Reality: It is not possible for any organization to keep every employee engaged every time. Even the best organizations have failed to keep their infallible image over a period of time. It is generally seen that happiness of individual employees has more selfish motives and in most of the cases not necessarily aligned to the organizational goals. However, great organizations most of the time are able to create an environment of engagement where individuals understands that their alignment with organizational goals is directly linked to their benefits which would in turn make them happy.

Myth 5: Employees look for a brand name to feel engaged and feel pride

Reality: Brand only gives the initial feeling of safety and engagement. However just like a platoon of army commandoes, they get engaged only with a great team and their leader. This ultimately is very local and personal and overwrites the value of brand quickly. It is rightly said: Employees leave their managers and not the companies.

Myth 6: Good policies and a lot of practices in people areas means a great people oriented company.

Reality: A company can only create a framework of practices and policies on which ultimately people have to walk upon. Only good and caring colleagues and great leaders make a great people oriented company, everything else supports that.

What would you like to add to this list? Please feel free to share your thoughts in the comments below

Alok Kumar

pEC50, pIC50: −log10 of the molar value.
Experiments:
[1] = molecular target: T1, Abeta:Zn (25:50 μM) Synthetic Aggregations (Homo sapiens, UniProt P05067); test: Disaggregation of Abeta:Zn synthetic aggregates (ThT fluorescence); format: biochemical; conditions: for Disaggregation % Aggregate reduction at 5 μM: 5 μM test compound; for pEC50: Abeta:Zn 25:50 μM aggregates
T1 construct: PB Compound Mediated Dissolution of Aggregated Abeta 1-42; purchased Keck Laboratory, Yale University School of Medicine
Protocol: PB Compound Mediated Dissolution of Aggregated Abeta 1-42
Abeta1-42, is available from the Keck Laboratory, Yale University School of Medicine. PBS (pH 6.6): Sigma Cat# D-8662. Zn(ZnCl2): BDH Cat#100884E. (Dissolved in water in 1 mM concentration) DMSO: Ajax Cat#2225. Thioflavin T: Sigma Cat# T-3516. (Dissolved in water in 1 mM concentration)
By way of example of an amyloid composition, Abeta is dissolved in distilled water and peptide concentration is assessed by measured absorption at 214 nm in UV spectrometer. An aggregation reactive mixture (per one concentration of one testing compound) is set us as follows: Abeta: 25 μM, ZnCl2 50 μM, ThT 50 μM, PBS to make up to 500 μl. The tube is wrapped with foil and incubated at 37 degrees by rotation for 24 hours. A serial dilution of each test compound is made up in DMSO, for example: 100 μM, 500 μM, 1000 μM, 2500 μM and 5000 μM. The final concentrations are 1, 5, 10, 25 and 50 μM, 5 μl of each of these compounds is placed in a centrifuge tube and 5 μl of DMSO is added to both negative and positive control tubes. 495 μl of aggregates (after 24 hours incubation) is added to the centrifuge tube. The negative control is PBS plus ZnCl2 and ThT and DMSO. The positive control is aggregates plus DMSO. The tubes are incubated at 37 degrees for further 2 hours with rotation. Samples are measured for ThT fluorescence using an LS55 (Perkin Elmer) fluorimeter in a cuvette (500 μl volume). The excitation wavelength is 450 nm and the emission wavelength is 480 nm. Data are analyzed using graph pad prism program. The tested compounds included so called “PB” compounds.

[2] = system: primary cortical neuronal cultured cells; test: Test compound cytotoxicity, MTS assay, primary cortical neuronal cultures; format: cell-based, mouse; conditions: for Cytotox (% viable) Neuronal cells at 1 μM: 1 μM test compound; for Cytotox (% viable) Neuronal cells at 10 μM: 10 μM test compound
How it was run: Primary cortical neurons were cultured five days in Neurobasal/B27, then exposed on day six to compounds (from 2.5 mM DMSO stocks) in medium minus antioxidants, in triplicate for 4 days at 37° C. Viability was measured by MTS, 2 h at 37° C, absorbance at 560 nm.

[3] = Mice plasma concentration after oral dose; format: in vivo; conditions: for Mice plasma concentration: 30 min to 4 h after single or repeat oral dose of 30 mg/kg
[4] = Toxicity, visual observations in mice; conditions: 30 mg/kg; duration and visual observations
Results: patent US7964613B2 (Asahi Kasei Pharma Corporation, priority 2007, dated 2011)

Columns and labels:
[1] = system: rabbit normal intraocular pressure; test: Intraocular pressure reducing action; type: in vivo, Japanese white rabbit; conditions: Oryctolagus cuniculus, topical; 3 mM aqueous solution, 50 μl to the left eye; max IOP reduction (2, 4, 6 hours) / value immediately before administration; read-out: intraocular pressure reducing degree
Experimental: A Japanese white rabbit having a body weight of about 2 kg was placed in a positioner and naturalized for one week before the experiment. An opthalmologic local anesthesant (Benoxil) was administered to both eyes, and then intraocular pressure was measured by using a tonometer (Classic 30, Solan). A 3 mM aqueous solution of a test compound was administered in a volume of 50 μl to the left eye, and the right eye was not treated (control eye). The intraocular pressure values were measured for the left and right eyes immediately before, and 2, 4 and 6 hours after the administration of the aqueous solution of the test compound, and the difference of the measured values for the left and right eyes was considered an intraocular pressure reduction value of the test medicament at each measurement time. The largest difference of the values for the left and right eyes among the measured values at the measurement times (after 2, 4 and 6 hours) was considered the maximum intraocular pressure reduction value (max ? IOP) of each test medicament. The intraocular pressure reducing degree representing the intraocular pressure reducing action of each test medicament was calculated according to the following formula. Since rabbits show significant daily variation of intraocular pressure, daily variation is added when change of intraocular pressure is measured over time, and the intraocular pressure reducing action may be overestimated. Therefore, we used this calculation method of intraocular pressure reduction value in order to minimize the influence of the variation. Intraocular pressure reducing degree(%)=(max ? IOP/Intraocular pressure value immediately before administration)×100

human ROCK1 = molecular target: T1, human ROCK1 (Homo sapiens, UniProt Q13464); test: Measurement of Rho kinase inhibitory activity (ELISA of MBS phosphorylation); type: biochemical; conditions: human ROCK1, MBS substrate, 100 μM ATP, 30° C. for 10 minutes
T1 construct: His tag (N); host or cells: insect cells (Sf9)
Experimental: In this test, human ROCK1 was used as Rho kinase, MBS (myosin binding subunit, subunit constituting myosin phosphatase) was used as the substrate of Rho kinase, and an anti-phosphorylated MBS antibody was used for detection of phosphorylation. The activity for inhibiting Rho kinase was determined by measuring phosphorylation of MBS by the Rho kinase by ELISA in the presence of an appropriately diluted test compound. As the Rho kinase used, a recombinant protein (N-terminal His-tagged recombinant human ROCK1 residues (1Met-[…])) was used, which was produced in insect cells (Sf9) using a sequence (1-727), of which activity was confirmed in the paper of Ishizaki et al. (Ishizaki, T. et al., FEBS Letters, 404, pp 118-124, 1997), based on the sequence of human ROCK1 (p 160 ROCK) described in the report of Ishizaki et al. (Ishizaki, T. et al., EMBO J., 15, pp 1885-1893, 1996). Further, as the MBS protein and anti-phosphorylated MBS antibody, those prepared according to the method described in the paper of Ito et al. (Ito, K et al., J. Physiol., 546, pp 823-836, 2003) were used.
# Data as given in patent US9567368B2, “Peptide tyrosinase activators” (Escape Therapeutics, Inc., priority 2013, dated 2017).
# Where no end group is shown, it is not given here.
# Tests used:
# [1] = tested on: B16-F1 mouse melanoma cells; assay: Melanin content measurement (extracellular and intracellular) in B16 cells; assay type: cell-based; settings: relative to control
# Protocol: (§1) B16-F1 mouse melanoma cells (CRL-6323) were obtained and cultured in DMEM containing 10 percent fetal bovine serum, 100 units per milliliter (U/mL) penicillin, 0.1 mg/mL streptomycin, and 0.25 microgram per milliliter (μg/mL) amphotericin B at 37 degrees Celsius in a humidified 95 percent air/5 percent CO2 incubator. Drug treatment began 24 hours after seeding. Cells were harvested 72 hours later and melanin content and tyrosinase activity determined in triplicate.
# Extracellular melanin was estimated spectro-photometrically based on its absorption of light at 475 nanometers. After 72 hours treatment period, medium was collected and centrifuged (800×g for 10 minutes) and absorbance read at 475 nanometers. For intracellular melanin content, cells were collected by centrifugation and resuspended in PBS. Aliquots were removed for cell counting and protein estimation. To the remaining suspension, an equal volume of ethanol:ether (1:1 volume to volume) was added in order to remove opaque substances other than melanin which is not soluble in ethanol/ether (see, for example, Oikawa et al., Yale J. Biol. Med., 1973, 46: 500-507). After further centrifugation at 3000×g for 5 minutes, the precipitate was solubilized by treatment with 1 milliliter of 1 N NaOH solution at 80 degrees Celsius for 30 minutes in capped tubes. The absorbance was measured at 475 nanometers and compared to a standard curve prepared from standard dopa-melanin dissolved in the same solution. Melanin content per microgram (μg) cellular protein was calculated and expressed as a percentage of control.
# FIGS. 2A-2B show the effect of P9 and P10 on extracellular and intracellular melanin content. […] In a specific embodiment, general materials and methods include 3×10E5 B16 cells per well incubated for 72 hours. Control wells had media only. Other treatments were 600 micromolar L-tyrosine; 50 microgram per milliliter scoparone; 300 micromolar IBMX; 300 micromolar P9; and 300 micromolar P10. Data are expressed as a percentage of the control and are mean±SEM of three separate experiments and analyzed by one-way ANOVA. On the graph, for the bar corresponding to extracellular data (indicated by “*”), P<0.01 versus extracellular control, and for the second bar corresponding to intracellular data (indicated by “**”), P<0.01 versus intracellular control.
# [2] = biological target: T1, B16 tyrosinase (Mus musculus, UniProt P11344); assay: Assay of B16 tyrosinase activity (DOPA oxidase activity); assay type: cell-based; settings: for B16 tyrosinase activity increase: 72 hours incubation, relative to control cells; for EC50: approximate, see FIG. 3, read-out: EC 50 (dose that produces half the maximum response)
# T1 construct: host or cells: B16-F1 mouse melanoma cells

Alok Kumar is Managing Partner of SRKay Consulting group, a private equity company, nurturing innovative ventures. Alok also serves on the board of ICCL (Indian Clearing Corporation Limited - A subsidiary of BSE- Bombay Stock Exchange) as an external advisor for technology and information security. Prior to this, Alok had been Managing Director of Sears IT & Management Services India Private Limited (SHI) since its inception in December 2009 and served in the same position till very recently. Having been in senior IT management positions in Fortune 500 companies, Alok has won several national and international awards. Alok is instrumental in planning and setting up SHI and thereafter growing it to a multi-locational thousand-plus people organization. Over the last five years, with his strategic vision, Alok helped SHI grow roots in India, develop and support technology applications and infrastructure across core mainframe, cutting edge e-Commerce and big data technologies. With his unique people-oriented transformational leadership style, Alok turned SHI into one of the most valued investments of Sears, garnering great ROIs, and creating value much beyond cost arbitrage. Under his tutelage, SHI has filed two patents and is recognized widely for its best practices in various areas, the latter, currently featured in Indian Institute of Management (IIM) case studies. SHI also became a CMMI Level 3, PCMM Level 3, and ISO 20000 certified organization. Alok is a widely acclaimed corporate leader in India today. He regularly participates and leads various forums as a keynote speaker and is an author of several books in different genres. Alok has several awards to his credit. He is particularly known in the industry for his people management skills and innovative ideas in improving the productivity of employees through unique people practices. He has been credited with the following industry awards: ¬ Emerging Leader of the Year award 2013 by IndiasGreatest.com ¬ Game Changer CEO of the Year 2013 (SHRM) ¬ CIO 100 - The Bold CIOs - 2008 (Reliance Infosolutions) ¬ CIO - Ones to Watch Award 2008 (Reliance Industries) ¬ Extended Manager Award - CIOL 2004 (Tata Teleservices) As an able leader of SHI, Alok got SHI recognized widely in the industry with the following several awards: ¬ CII Award for HR Best Practices in 2014 ¬ Global Excellence in Outsourcing Award - AIOP (Phoenix 2013) ¬ IT Innovation Award (Design & Engineering) - Computer Society of India 2012 ¬ Golden Company of the Year - Economic Times 2011-12 ¬ 7th Employer Branding Awards - World HRD Congress (Mumbai, India) 2013: • ‘Asia’s Best Employer’ Award • ‘Best HR Strategy’ in line with business • HR Leadership Award • Talent Management Award by Bloomberg TV India ¬ Employer Branding Awards - World HRD Congress (Singapore, Asia) 2013: • 7th rank in ‘Asia’s Best Employer’ award • Award for ‘Best HR Strategy’ in line with the business • HR Leadership Award Other recognitions: Alok had served on the distinguished panel of NASSCOM's GIC (Global In-house Centers) National Council members. The council members play a key role in major initiatives of the industry and include the torch bearers of IT industry as panel members. Books and Papers: Alok is an established author, with three books to his credit. Alok’s third and latest book, a novel, “The Spy from Unaula” is a 2015 publication. A handwriting analysis enthusiast, Alok collaborated with his wife Nandani on the book, “Handwriting Speaks” in 2006. “Value Sourcing – Future of IT Outsourcing” was co-authored with Keith Sherwell (currently CIO, Altice USA) and was released in 2013. Alok also researched and published two whitepapers: a. “Creating next generation captives” talks about the best practices that are helping generate higher value from the IT company captives.